Somali lawmakers gathered in Mogadishu Sunday to vote in the country’s long-overdue presidential election, with 35 candidates vying for the top job in the troubled Horn of Africa nation as it battles an Islamist insurgency and the threat of famine.
The poll has been dogged by claims of irregularities and is well over a year behind schedule, with Somalia’s international partners warning that the delays — caused by political infighting — were a dangerous distraction from the fight against Al-Shabaab jihadists.
The vote will be held under tight security in a tent inside Mogadishu’s heavily-guarded airport complex, with little movement seen in the capital where police have imposed a curfew until Monday. Flights have also been cancelled, an official told AFP on condition of anonymity.
The vote is expected to draw a line under a political crisis that has lasted well over a year, after President Mohamed Abdullahi Mohamed’s term ended in February 2021 without an election.
“We are tired of living with uncertainty… I hope a president will be elected and today is the end of the nonsense,” Muktar Ali, a Mogadishu resident, told AFP.
Mohamed, better known as Farmajo, is now seeking re-election but faces heavy competition with former presidents Sharif Sheikh Ahmed and Hassan Sheikh Mohamud as well as ex-prime minister Hassan Ali Khaire throwing their hat into the ring.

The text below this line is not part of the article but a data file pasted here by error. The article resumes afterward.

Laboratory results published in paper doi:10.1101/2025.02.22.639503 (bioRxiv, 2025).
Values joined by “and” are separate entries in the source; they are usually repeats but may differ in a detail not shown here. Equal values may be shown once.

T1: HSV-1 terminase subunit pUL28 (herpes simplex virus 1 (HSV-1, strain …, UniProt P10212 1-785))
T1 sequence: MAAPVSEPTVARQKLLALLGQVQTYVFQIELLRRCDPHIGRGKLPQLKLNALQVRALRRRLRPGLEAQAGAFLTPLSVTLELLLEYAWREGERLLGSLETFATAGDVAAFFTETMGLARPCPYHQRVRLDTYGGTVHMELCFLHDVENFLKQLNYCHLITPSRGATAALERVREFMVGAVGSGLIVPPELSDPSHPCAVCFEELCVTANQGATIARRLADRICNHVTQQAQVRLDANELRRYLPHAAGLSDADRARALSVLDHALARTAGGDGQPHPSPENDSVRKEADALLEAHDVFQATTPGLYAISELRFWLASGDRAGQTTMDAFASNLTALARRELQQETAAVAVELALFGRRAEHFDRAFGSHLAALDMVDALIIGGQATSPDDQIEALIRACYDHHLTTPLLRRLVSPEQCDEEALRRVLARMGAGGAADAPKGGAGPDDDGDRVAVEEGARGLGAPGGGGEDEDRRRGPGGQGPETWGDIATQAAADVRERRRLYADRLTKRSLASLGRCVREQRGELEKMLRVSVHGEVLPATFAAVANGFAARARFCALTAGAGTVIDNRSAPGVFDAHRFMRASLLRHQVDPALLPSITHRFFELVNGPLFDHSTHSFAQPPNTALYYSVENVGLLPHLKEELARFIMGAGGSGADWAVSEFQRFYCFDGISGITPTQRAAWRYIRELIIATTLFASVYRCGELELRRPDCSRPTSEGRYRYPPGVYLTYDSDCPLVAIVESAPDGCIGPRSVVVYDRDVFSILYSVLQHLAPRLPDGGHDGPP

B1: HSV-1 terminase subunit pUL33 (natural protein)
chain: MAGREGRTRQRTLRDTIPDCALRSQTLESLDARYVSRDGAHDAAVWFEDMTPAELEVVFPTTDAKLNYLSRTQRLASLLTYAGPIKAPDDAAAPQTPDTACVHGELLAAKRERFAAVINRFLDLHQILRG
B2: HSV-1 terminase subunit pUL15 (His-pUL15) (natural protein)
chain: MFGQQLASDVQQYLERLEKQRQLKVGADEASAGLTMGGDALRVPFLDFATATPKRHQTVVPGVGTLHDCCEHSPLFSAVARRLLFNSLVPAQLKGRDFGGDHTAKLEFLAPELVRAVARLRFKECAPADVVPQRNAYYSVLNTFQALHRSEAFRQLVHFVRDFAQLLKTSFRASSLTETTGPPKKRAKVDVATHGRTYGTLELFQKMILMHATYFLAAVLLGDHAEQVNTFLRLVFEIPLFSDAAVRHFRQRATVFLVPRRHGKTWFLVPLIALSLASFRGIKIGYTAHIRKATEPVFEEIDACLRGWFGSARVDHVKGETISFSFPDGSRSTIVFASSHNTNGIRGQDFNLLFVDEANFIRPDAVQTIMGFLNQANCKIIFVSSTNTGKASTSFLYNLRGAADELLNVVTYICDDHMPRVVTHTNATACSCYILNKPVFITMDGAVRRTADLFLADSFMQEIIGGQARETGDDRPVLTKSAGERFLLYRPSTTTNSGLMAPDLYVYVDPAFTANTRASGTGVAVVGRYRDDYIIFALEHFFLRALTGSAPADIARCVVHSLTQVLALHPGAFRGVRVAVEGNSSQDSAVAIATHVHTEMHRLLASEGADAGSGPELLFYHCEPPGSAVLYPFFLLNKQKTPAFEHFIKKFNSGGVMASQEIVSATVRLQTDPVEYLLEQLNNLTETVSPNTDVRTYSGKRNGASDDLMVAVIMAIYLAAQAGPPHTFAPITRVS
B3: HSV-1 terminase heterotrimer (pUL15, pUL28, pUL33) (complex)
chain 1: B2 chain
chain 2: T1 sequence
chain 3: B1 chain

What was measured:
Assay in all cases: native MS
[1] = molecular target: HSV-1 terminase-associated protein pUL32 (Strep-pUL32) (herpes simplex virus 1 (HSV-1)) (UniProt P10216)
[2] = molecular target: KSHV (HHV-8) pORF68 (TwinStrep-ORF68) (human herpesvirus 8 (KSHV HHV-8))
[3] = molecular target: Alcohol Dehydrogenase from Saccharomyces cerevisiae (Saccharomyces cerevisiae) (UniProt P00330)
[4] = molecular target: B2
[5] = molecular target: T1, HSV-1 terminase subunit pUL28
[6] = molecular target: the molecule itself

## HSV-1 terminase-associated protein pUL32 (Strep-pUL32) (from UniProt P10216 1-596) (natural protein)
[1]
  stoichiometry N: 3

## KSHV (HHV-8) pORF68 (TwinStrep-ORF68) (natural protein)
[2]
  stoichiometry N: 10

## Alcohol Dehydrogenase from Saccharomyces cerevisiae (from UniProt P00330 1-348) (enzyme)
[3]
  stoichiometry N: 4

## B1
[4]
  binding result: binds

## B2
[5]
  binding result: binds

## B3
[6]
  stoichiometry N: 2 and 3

Puntland state president Said Abdullahi Dani and former foreign minister Fawzia Yusuf Adan — the lone female contender — are also in the running.
An African Union force is securing the election venue, after a spate of attacks in recent weeks by Al-Shabaab which has been fighting to overthrow the government for more than a decade.
– Long process –
Voting can only begin once two-thirds of the membership of both houses of parliament are present, with the process expected to take several hours and stretch late into the night.
Four candidates dropped out of the race Saturday, and more are expected to do so today during multiple rounds of voting, narrowing the options until a winner is chosen.
The victor must secure a minimum of 184 votes.
Somalia has not held a one-person, one-vote election in 50 years. Instead, polls follow a complex indirect model, whereby state legislatures and clan delegates pick lawmakers for the national parliament, who in turn choose the president.
The contenders have vowed to tackle Somalia’s myriad problems and bring relief to citizens weary of violence by Al-Shabaab jihadists, surging inflation and a worsening drought that threatens to drive millions into famine.
The jihadists controlled Mogadishu until 2011 when they were pushed out by an African Union force, but still hold territory in the countryside.
© Agence France-Presse 

Source: Seychelles News Agency